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An examination of defensive accommodation to threat: exploring the conditions under which people will modify their protective beliefs Open Access


Other title
Worldview Defense
Mortality Salience
Terror management theory
Type of item
Degree grantor
University of Alberta
Author or creator
Hayes, Joseph
Supervisor and department
Schimel, Jeff (Psychology)
Examining committee member and department
Masuda, Taka (Psychology)
Noels, Kim (Psychology)
Kuiken, Don (Psychology)
Fujiwara, Esther (Psychiatry)
Goldenberg, Jamie (Psychology)
Department of Psychology

Date accepted
Graduation date
Doctor of Philosophy
Degree level
Although terror management research has focused extensively on defensive responses to threat such as derogation, scant research to date has assessed alternative responses. One such alternative, termed accommodation, involves accepting and incorporating parts of the threatening information into existing belief-structures. The present research assessed the effects of threat, mortality salience, and trait self-esteem on accommodation of protective beliefs. Five studies are presented showing that people will generally accommodate their worldview (Studies 1-4) and self-esteem (Study 5) beliefs in response to threat. Moreover, accommodation is found to result from the same conditions that promote derogation (Study 4), and engaging in one type of defense was found to generally reduce the tendency to engage in another (Studies 2-5). In response to worldview threat under conditions of mortality salience, only participants with low self-esteem tended to respond with accommodation. Participants with high self-esteem, by contrast, refused to accommodate (Studies 1-3) and opted instead to derogate the source of threat (Studies 2-3). Inducing people with low self-esteem to affirm an important value prior to the mortality salience manipulation produced a similar tendency to forgo accommodation in favour of derogation (Study 3). Discussion focuses on implications for terror management theory generally, with specific reference to available responses to worldview and self-esteem threat, and the role of trait self-esteem in these responses.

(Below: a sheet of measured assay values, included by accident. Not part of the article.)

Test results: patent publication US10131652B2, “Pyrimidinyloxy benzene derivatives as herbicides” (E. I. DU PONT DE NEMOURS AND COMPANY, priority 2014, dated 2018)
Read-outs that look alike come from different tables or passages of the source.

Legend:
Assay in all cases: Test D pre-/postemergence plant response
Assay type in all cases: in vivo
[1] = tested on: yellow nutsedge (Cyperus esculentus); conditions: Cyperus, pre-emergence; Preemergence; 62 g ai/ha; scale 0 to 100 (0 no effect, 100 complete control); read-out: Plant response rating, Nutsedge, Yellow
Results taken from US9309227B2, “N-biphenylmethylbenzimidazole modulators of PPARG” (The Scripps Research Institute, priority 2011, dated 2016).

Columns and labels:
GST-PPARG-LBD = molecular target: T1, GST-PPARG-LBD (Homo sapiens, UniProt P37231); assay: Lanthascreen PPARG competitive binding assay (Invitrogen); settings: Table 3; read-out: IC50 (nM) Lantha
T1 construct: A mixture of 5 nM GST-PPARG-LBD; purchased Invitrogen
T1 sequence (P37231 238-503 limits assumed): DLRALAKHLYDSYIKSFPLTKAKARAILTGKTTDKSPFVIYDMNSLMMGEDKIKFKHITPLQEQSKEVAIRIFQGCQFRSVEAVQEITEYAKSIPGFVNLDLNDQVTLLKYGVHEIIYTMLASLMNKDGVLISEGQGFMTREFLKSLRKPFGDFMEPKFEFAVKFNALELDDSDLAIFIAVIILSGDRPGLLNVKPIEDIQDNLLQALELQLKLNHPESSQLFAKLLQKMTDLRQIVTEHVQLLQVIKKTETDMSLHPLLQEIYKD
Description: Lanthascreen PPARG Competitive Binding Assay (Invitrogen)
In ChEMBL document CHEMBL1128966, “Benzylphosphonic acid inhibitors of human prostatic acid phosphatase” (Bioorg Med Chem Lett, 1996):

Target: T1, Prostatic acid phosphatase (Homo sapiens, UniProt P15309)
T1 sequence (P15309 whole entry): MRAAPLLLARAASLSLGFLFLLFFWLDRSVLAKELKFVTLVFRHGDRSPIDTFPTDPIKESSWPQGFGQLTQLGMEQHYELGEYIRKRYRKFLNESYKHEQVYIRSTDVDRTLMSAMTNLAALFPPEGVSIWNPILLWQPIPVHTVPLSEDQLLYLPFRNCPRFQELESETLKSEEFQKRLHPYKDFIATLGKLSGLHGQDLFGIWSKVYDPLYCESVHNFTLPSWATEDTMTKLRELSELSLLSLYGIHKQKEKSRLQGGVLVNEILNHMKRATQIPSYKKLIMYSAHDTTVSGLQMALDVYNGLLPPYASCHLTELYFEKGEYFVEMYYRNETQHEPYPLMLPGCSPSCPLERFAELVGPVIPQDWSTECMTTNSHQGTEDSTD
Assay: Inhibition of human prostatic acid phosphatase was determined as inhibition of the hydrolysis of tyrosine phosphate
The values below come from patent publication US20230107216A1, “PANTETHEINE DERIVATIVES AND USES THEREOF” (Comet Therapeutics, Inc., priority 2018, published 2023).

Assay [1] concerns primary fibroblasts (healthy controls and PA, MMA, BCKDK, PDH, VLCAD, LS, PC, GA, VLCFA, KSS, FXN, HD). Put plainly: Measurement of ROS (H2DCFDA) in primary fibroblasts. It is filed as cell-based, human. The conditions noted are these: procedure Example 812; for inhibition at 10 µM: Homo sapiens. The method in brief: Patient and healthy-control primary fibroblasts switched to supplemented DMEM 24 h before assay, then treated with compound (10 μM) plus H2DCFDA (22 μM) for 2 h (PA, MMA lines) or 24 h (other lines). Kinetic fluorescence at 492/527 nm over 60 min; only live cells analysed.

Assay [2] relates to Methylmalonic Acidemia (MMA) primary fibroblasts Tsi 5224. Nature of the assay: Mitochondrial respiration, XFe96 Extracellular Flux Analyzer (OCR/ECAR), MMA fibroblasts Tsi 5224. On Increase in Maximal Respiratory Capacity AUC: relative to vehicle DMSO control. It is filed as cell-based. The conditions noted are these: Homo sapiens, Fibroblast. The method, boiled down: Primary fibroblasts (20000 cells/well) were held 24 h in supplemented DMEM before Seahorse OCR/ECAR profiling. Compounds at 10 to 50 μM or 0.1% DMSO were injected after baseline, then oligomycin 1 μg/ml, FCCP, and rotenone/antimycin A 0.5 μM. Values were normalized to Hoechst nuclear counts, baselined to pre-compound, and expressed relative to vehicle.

License granted by Joseph Hayes ( on 2011-06-22T20:55:07Z (GMT): Permission is hereby granted to the University of Alberta Libraries to reproduce single copies of this thesis and to lend or sell such copies for private, scholarly or scientific research purposes only. Where the thesis is converted to, or otherwise made available in digital form, the University of Alberta will advise potential users of the thesis of the above terms. The author reserves all other publication and other rights in association with the copyright in the thesis, and except as herein provided, neither the thesis nor any substantial portion thereof may be printed or otherwise reproduced in any material form whatsoever without the author's prior written permission.
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